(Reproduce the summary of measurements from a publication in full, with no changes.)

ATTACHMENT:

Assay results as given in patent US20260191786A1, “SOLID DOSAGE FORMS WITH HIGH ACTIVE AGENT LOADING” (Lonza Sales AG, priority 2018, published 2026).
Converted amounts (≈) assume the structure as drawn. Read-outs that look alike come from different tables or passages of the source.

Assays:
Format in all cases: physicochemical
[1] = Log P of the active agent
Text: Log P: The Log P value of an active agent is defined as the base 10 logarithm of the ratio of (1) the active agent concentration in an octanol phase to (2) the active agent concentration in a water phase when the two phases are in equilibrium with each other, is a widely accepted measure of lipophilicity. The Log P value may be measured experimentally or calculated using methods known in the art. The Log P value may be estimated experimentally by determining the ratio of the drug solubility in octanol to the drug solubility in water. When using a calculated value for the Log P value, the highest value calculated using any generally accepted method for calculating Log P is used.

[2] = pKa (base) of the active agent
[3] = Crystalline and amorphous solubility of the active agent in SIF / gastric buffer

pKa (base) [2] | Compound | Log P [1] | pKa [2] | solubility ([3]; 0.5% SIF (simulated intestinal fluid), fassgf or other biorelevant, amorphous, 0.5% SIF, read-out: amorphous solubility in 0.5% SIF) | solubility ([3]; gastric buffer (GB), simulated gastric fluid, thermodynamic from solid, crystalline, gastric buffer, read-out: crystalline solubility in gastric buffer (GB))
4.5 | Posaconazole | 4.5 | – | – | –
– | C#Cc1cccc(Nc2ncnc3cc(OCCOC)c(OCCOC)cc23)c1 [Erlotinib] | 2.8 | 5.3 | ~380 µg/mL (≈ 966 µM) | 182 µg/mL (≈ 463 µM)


Assay results as given in patent US20260191786A1, “SOLID DOSAGE FORMS WITH HIGH ACTIVE AGENT LOADING” (Lonza Sales AG, priority 2018, published 2026).
Converted amounts (≈) assume the structure as drawn. Read-outs that look alike come from different tables or passages of the source.

Assays:
Format in all cases: physicochemical
[1] = Log P of the active agent
Text: Log P: The Log P value of an active agent is defined as the base 10 logarithm of the ratio of (1) the active agent concentration in an octanol phase to (2) the active agent concentration in a water phase when the two phases are in equilibrium with each other, is a widely accepted measure of lipophilicity. The Log P value may be measured experimentally or calculated using methods known in the art. The Log P value may be estimated experimentally by determining the ratio of the drug solubility in octanol to the drug solubility in water. When using a calculated value for the Log P value, the highest value calculated using any generally accepted method for calculating Log P is used.

[2] = pKa (base) of the active agent
[3] = Crystalline and amorphous solubility of the active agent in SIF / gastric buffer

pKa (base) [2] | Compound | Log P [1] | pKa [2] | solubility ([3]; 0.5% SIF (simulated intestinal fluid), fassgf or other biorelevant, amorphous, 0.5% SIF, read-out: amorphous solubility in 0.5% SIF) | solubility ([3]; gastric buffer (GB), simulated gastric fluid, thermodynamic from solid, crystalline, gastric buffer, read-out: crystalline solubility in gastric buffer (GB))
4.5 | Posaconazole | 4.5 | – | – | –
– | C#Cc1cccc(Nc2ncnc3cc(OCCOC)c(OCCOC)cc23)c1 [Erlotinib] | 2.8 | 5.3 | ~380 µg/mL (≈ 966 µM) | 182 µg/mL (≈ 463 µM)